The tumour cells showed positivity for beta catenin and negative for BCL2, Desmin, SOX10, h-caldesmon. The CD34 stain was done which highlighted the vascular lumens. The final diagnosis was given as spindle cell neoplasm, consistent with fibromatosis of left breast lump. The standard treatment of wide local excision with adequate safety margins was done. Postoperative period was uneventful. On two years follow-up, without any intervention, the patient had no recurrence.
Spindle cell lesions of the breast comprise a heterogeneous group of lesions (1). Pathologists should recognise the wide range of differential diagnoses and be familiar with the diverse morphological appearances of these lesions to make an accurate diagnosis and to suggest proper management of the patients (2). Differential diagnosis to be considered are both benign and malignant such as myofibroblastoma, phyllodes tumour, nodular fasciitis, dermatofibrosarcoma protuberans and low-grade fibromatosis-like spindle cell carcinoma (3),(4). The differentiating features for myofibroblastoma is fascicular growth separated by hyalinised collagen bands. For nodular fasciitis is lesion shows loose fascicles to storiform pattern of spindle cell arrangement with myxoid stroma. Dermatofibrosarcoma protuberans composed of spindle cells arranged in storiform to whorled pattern with cells showing abundant eosinophilic cytoplasm. Low-grade fibromatosis-like spindle cell carcinoma shows cytologically bland spindle cells with areas of epithelial differentiation (4). Fibromatosis can occur at various location in the body typically arising from the muscle, the fascia and aponueurosis. Breast being the unusual location Fibromatosis accounts for 0.2% of all breast tumours (5).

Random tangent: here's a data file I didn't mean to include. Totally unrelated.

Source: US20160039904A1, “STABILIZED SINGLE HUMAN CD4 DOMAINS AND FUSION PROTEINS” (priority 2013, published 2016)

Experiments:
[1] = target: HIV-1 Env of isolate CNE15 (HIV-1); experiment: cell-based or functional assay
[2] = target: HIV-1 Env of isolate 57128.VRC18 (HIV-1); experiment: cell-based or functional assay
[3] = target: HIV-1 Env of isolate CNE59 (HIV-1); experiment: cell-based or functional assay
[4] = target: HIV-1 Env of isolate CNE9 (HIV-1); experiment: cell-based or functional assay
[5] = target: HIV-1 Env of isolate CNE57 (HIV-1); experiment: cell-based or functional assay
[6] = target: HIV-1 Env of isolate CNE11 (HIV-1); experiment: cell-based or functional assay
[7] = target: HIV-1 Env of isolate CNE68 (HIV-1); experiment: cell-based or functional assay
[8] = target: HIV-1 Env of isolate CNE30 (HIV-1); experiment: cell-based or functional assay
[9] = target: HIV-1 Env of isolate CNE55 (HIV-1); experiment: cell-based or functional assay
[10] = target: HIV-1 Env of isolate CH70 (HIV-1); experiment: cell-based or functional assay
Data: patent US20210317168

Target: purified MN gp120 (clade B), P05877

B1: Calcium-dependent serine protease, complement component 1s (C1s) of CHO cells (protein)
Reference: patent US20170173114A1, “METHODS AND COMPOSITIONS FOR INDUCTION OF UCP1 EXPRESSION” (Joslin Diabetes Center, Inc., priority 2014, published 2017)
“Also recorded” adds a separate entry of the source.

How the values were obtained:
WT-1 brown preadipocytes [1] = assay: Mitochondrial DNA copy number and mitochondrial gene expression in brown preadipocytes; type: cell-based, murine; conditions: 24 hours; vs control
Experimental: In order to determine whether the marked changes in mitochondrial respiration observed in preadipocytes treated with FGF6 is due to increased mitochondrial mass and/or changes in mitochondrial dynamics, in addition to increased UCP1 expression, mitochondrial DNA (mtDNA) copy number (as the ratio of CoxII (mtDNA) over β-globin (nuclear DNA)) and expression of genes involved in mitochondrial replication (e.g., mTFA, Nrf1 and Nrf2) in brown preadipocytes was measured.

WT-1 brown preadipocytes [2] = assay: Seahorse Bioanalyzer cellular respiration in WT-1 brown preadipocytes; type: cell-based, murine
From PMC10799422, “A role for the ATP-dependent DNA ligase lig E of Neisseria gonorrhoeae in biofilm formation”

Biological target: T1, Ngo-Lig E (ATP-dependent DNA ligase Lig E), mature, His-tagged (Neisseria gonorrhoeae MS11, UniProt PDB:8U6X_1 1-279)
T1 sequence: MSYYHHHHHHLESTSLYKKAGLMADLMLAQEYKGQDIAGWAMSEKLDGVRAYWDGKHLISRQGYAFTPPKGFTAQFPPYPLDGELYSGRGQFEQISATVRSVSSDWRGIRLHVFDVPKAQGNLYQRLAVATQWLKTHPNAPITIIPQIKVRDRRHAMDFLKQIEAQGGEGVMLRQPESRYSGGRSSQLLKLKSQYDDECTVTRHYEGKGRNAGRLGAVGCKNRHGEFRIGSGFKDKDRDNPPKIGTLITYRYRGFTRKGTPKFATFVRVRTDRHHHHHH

Immunohistochemistry plays an important role in differentiating all these entities when the morphological features pose dilemma (6). Fibromatosis shows positivity for beta-catenin, cyclin D1, calretinin and variable positivity for Smooth Muscle Actin (SMA) and negative for CD-34 and cytokeratin. Myofibroblatoma shows diffuse and strong positivity for CD-34 and desmin. Negative for cytokeratin and beta-catenin. Nodular fasciitis shows positivity for SMA and calponin. Negative for CD-34 and cytokeratin. Dermatofibrosarcoma protuberans shows vimentin positivity and negative for SMA, S100 and desmin. Low-grade fibromatosis-like spindle cell carcinoma shows positivity for its most sensitive marker high molecular weight cytokeratins.
Though fibromatosis is non cancerous and does not metastases, it is prone for local recurrence (18-29%) (7). Wide local excision with negative margins is the standard treatment.
Spindle cell lesion of the breast is a very rare occurrence and also the cytological and pathologic features of this entity has limited literature support. Although it has been described in many site, relatively few instances of spindle cell lesions originating in the breast have been reported. Since, it has a locally aggressive behaviour with a high recurrence rate. Histomorphology with immunohistochemistry remains gold standard.
Date of Submission: May 31, 2022
Date of Peer Review: Jun 15, 2022
Date of Acceptance: Jul 11, 2022
Date of Publishing: Aug 01, 2022
• Financial or Other Competing Interests: None
• Was informed consent obtained from the subjects involved in the study? Yes
• For any images presented appropriate consent has been obtained from the subjects. Yes